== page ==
I — a stranger on a bicycle lost on the streets of Homs — asked him if he knew of any internet café nearby. He — a tailor in his early twenties — invited me into his life and his hometown. A couple of hours after our random meeting, we stood in one of his family’s apartments in the outskirts of town, and Masoud handed me the keys. In the unfurnished seven rooms, I was given space and peace to sleep off the desert heat, which had literally satiated my senses.
I stayed for three days. Masoud was busy preparing for his own wedding, scheduled for only a week later, yet dedicated much of his time to the unexpected guest. During daytime, he drove me around to help arrange practicalities ahead of my upcoming cycling to Damascus; showed me more of town and took me to visit his friends and family.
In three days, Masoud etched Homs into my heart. Each time I have seen the news on Syria, Masoud has been right there in my thoughts. I have tried to reach him during these five years, but without luck.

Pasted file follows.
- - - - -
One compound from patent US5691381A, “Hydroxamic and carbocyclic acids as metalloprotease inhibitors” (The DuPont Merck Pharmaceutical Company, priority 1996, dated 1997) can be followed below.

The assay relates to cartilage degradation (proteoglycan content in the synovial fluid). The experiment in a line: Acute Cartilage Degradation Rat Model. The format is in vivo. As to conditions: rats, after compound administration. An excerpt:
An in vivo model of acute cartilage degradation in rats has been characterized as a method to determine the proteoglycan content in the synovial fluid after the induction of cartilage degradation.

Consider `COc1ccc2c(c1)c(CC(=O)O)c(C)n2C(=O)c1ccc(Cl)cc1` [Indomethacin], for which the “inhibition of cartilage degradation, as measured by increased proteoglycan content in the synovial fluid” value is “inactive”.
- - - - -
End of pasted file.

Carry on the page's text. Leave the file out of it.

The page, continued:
Yesterday — at last — I received words from him. He and his family is trapped since two years in a refugee camp somewhere North of the capital. He tells me how no-one knows the end of it; the time when they may return home and life may resume. His words are as straight-forward and heartful as when I last met him. There are no favours asked — but rather words of common humanity; of feeling blessed by our friendship. Maybe the same blessing that I feel: to know that there is yet somone who is looking for something more humane than what we have.